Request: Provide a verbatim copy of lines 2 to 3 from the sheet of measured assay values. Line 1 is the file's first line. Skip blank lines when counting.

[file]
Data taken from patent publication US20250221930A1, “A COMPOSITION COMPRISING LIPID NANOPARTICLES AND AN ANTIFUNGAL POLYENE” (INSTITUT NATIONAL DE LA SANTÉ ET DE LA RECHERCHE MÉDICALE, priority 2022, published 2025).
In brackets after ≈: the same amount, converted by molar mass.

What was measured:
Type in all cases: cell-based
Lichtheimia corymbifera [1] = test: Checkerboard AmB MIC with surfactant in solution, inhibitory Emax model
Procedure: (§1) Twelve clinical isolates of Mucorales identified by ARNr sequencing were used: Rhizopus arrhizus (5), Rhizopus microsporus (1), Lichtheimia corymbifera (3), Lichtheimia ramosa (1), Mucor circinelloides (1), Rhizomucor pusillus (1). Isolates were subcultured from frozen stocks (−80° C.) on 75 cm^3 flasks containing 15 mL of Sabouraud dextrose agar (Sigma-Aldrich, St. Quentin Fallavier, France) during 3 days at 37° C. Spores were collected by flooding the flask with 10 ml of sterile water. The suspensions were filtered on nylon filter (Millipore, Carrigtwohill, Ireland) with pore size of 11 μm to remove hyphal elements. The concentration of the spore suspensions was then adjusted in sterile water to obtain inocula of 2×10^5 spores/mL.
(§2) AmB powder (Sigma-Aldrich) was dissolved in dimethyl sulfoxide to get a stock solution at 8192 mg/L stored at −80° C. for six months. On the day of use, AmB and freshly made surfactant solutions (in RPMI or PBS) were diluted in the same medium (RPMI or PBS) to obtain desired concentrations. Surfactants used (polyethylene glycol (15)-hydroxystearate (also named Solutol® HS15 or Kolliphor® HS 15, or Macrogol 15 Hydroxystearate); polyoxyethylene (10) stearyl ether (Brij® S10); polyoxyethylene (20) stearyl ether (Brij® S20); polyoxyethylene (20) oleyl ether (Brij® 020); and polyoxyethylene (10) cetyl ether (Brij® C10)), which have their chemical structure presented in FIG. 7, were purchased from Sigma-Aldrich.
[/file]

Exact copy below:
In brackets after ≈: the same amount, converted by molar mass.

What was measured: